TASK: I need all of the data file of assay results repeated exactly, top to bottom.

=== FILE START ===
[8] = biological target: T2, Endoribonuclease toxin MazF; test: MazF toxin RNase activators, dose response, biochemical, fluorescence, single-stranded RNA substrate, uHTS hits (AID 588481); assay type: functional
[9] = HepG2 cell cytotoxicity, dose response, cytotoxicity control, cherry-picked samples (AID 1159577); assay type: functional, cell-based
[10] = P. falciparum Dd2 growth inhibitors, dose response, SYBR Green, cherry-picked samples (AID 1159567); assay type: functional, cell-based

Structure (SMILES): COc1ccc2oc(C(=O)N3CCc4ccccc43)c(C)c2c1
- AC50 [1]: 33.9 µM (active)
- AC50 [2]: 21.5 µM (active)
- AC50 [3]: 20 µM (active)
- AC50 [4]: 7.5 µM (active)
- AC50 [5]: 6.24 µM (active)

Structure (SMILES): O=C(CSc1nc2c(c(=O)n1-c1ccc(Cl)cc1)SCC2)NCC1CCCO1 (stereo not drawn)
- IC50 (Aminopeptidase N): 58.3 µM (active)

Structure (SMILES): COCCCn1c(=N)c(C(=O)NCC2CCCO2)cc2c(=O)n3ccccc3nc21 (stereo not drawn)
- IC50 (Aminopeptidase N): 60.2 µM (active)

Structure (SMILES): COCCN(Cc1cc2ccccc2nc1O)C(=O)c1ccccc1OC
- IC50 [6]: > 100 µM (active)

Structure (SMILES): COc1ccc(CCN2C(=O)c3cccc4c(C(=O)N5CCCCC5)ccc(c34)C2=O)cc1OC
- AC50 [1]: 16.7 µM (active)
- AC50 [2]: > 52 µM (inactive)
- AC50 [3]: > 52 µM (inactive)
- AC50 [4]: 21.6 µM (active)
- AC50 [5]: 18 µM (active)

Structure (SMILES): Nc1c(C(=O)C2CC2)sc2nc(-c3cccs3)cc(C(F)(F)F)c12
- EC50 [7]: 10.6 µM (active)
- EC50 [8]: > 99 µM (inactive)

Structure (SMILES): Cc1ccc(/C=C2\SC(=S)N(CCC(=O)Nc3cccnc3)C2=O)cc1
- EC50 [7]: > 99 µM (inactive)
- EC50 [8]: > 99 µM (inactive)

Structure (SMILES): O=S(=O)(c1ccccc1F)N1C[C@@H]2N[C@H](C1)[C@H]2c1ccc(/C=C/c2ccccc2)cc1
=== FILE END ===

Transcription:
[8] = biological target: T2, Endoribonuclease toxin MazF; test: MazF toxin RNase activators, dose response, biochemical, fluorescence, single-stranded RNA substrate, uHTS hits (AID 588481); assay type: functional
[9] = HepG2 cell cytotoxicity, dose response, cytotoxicity control, cherry-picked samples (AID 1159577); assay type: functional, cell-based
[10] = P. falciparum Dd2 growth inhibitors, dose response, SYBR Green, cherry-picked samples (AID 1159567); assay type: functional, cell-based

Structure (SMILES): COc1ccc2oc(C(=O)N3CCc4ccccc43)c(C)c2c1
- AC50 [1]: 33.9 µM (active)
- AC50 [2]: 21.5 µM (active)
- AC50 [3]: 20 µM (active)
- AC50 [4]: 7.5 µM (active)
- AC50 [5]: 6.24 µM (active)

Structure (SMILES): O=C(CSc1nc2c(c(=O)n1-c1ccc(Cl)cc1)SCC2)NCC1CCCO1 (stereo not drawn)
- IC50 (Aminopeptidase N): 58.3 µM (active)

Structure (SMILES): COCCCn1c(=N)c(C(=O)NCC2CCCO2)cc2c(=O)n3ccccc3nc21 (stereo not drawn)
- IC50 (Aminopeptidase N): 60.2 µM (active)

Structure (SMILES): COCCN(Cc1cc2ccccc2nc1O)C(=O)c1ccccc1OC
- IC50 [6]: > 100 µM (active)

Structure (SMILES): COc1ccc(CCN2C(=O)c3cccc4c(C(=O)N5CCCCC5)ccc(c34)C2=O)cc1OC
- AC50 [1]: 16.7 µM (active)
- AC50 [2]: > 52 µM (inactive)
- AC50 [3]: > 52 µM (inactive)
- AC50 [4]: 21.6 µM (active)
- AC50 [5]: 18 µM (active)

Structure (SMILES): Nc1c(C(=O)C2CC2)sc2nc(-c3cccs3)cc(C(F)(F)F)c12
- EC50 [7]: 10.6 µM (active)
- EC50 [8]: > 99 µM (inactive)

Structure (SMILES): Cc1ccc(/C=C2\SC(=S)N(CCC(=O)Nc3cccnc3)C2=O)cc1
- EC50 [7]: > 99 µM (inactive)
- EC50 [8]: > 99 µM (inactive)

Structure (SMILES): O=S(=O)(c1ccccc1F)N1C[C@@H]2N[C@H](C1)[C@H]2c1ccc(/C=C/c2ccccc2)cc1